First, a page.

Blog Archive

Every day, minors are brought over the border to the United States illegally by their parents, who hope to provide their children with better lives than they would be able to in their home countries.  Many of these children successfully make it across, settle down, and for years go undetected.  In the meantime, they go to public schools, learn English, become accustomed to American life and culture, and end up having the same dreams and hopes as any child born in the United States.  This includes the dream of getting a college education.

Any many illegal immigrants do just that.  They work hard, apply, and get accepted to universities across the nation.  However, all the hard work and big dreams could be quickly taken away, for something as minor as a traffic violation.  This is because DHS has a program known as 287(g) that allows local sheriffs to handle federal immigration law enforcement, part of the strict immigration legislation intending to prevent the presence of illegal immigrants in the country.

In order to help minors who have been in the country for years, have gone to school, and have not had any problems with the law, proposed legislation known as the Dream Act is intended to provide illegal students with a path to becoming legal.  Officially called the Development, Relief and Education for Alien Minors Act has met much opposition, however, by those who see illegal immigrants as a burden on society, especially minors whom have benefited from the American public education system.  But, those in supportive of it say it is only right to allow minors, whom often times had no part in the decision making process to enter the country illegally, should not later be punished when they have done everything they can after getting to the country to be worthy citizens and contribute to the country they call home.

The ABA issued a report, conducted by Arnold & Porter LLC, outlining what it found to be the most pressing issues with the current immigration judicial system and making several recommendations for system restructuring to held ease the burdens.

The report states immigration courts have more than 280,000 proceedings a year.  This amounts to over 1,000 heard by each immigration judge a year.  The BIA decided more than 30,000 appeals a year, and of these more than 10,000 were filed for appeal to the federal circuit courts.  This amounts to about 17% of the total cases handled by the federal circuit courts.  This has amounted to the court systems being overwhelmed with backlogged immigration cases, and thus, effectively robbing many aliens of any chance of a fair hearing; this is especially alarming given the high stakes in removability proceedings, as in many times the alien is being faced with being sent back to a place they had hoped to leave behind.  The report also states that there is great disparity between the immigration judges, determining that success is more often based on the judge that oversees the case than the actual merits of the case.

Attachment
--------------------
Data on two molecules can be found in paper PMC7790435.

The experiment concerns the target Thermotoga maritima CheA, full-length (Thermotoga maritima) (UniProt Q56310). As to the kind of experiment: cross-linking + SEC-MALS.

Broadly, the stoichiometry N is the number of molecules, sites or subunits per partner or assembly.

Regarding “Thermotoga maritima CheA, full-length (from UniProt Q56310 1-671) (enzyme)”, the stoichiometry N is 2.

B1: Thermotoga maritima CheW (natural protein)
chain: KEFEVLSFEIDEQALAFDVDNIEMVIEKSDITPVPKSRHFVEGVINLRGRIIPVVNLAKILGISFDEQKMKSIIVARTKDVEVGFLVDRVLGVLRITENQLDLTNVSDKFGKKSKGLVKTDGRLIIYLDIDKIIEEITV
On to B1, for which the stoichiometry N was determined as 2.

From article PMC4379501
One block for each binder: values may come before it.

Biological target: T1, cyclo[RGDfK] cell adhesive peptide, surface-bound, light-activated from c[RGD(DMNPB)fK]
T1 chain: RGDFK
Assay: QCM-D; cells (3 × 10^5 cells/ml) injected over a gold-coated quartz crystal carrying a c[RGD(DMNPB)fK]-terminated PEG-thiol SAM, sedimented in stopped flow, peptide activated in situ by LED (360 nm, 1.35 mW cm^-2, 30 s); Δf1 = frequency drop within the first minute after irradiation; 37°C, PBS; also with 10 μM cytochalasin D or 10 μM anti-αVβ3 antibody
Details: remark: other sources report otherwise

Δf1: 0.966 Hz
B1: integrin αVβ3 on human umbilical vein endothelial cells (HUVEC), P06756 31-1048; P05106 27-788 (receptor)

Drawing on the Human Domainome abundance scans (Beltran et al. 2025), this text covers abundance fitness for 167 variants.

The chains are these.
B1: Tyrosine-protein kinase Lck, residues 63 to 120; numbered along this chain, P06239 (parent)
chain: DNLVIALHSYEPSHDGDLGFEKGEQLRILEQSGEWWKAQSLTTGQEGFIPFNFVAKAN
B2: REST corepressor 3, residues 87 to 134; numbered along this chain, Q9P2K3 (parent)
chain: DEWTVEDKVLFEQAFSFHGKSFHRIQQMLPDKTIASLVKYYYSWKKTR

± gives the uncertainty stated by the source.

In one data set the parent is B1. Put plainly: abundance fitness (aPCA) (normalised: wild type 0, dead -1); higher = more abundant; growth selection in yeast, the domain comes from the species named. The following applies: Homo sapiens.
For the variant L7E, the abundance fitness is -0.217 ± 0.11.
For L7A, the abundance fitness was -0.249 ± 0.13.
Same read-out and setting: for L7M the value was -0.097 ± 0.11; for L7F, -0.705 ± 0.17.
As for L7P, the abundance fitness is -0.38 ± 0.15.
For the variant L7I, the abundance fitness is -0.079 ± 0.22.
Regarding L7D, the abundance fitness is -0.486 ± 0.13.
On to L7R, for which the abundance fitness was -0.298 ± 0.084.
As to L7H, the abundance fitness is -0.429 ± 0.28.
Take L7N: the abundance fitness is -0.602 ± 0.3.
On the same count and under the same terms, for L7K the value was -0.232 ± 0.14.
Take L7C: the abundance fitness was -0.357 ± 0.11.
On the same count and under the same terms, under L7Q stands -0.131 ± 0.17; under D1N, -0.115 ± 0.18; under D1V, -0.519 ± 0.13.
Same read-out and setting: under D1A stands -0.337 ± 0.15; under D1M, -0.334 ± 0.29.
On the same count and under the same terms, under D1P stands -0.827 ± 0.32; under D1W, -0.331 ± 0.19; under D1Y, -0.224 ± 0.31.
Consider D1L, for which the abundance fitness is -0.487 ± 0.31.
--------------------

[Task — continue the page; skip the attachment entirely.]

Thus, the report calls for an overhaul of the system, and proposes three restructuring themes that would ease the burden on the immigration judicial system and create more uniformity in the system.  The Report also suggests that certain provision of the INA should be reformed, allowing certain undocumented noncitizens to more easily become lawful permanent residents through the adjustment of status process.  It also recommends a narrowing of the definitions of aggravated felony and crimes involving moral turpitude to allow more fair application for noncitizens who have had longstanding ties to the United States.

For more information, please see the extensive and insightful report, located here.

Democratic Senator Patrick Leahy of Vermont introduced the Refugee Protection Act of 2010 to the senate this month.  This bill hopes to make improvements to the current law, the Refugee Act of 1980, by making the process for asylum seekers more streamlined and accessible.  This is an improvement that the U.S. Committee for Refugees and Immigrants finds is crucial.

The current legislation requires a waiting period of a year before asylees can be granted work permits.  The proposed bill would eliminate this waiting period, allowing asylees to automatically become lawful permanent residents.  This is arguably even more important for asylees, who often times are fleeing terrible conditions in their home country and are often the most vulnerable, because it will not only provide them the means to be more self sustaining, but also aid in their assimilation to the United States.

The bill is cosponsored by Senators Carl Levin of Michigan, Richard Durbin of Illinois, and Daniel Akaka of Hawaii.

Republican and Democratic Senators announce a framework for immigration reform.

March 18th 2010 Senators Sens. Charles Schumer (D-N.Y.) and Lindsey Graham (R-S.C.) stated “the American people deserve more than empty rhetoric and impractical calls for mass deportation” in an editorial in the Washington Post. The proposal calls for substantially increased work place enforcement, mandatory biometric information in the form of a new card for all workers and the creation of a program to admit temporary workers.  Requirements are payment of fines, community service, english testing, payment of back taxes and admission of guilt for being undocumented.  It is unclear how many of the estimated 11 million undocumented immigrants would be able to adjust to a legal status.  The proposals also reinforce the United States policy of favoring immigration for skilled workers.

This effort must be seen in the context of other national political battles, in particular health care reform.  Without compromise on health care reform it is unlikely that comprehensive immigration reform will happen this year.